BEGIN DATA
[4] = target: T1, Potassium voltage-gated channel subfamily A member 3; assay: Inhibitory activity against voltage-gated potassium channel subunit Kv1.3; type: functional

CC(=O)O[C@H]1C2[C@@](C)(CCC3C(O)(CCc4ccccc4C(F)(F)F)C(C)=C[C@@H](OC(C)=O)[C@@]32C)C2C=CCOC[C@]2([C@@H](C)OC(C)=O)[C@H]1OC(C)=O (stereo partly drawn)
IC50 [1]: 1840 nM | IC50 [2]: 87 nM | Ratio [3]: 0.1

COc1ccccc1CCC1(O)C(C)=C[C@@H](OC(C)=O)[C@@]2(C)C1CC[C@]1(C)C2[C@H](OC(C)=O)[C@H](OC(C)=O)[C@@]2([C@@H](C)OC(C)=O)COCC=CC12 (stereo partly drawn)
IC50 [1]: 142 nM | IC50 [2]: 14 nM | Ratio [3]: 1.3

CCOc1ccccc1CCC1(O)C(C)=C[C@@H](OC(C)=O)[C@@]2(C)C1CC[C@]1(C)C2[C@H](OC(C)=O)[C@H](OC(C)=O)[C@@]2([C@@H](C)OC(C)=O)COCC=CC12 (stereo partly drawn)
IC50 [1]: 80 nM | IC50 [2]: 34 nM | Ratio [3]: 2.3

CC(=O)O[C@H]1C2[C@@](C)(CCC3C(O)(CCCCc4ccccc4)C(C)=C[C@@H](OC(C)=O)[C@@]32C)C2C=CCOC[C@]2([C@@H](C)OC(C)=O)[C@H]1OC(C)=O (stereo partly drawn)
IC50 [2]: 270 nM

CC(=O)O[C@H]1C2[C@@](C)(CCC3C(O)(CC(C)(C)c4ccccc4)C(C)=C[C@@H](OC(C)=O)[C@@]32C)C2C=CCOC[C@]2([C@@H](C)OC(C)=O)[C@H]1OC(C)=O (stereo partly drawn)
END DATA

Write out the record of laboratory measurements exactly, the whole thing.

[4] = target: T1, Potassium voltage-gated channel subfamily A member 3; assay: Inhibitory activity against voltage-gated potassium channel subunit Kv1.3; type: functional

CC(=O)O[C@H]1C2[C@@](C)(CCC3C(O)(CCc4ccccc4C(F)(F)F)C(C)=C[C@@H](OC(C)=O)[C@@]32C)C2C=CCOC[C@]2([C@@H](C)OC(C)=O)[C@H]1OC(C)=O (stereo partly drawn)
IC50 [1]: 1840 nM | IC50 [2]: 87 nM | Ratio [3]: 0.1

COc1ccccc1CCC1(O)C(C)=C[C@@H](OC(C)=O)[C@@]2(C)C1CC[C@]1(C)C2[C@H](OC(C)=O)[C@H](OC(C)=O)[C@@]2([C@@H](C)OC(C)=O)COCC=CC12 (stereo partly drawn)
IC50 [1]: 142 nM | IC50 [2]: 14 nM | Ratio [3]: 1.3

CCOc1ccccc1CCC1(O)C(C)=C[C@@H](OC(C)=O)[C@@]2(C)C1CC[C@]1(C)C2[C@H](OC(C)=O)[C@H](OC(C)=O)[C@@]2([C@@H](C)OC(C)=O)COCC=CC12 (stereo partly drawn)
IC50 [1]: 80 nM | IC50 [2]: 34 nM | Ratio [3]: 2.3

CC(=O)O[C@H]1C2[C@@](C)(CCC3C(O)(CCCCc4ccccc4)C(C)=C[C@@H](OC(C)=O)[C@@]32C)C2C=CCOC[C@]2([C@@H](C)OC(C)=O)[C@H]1OC(C)=O (stereo partly drawn)
IC50 [2]: 270 nM

CC(=O)O[C@H]1C2[C@@](C)(CCC3C(O)(CC(C)(C)c4ccccc4)C(C)=C[C@@H](OC(C)=O)[C@@]32C)C2C=CCOC[C@]2([C@@H](C)OC(C)=O)[C@H]1OC(C)=O (stereo partly drawn)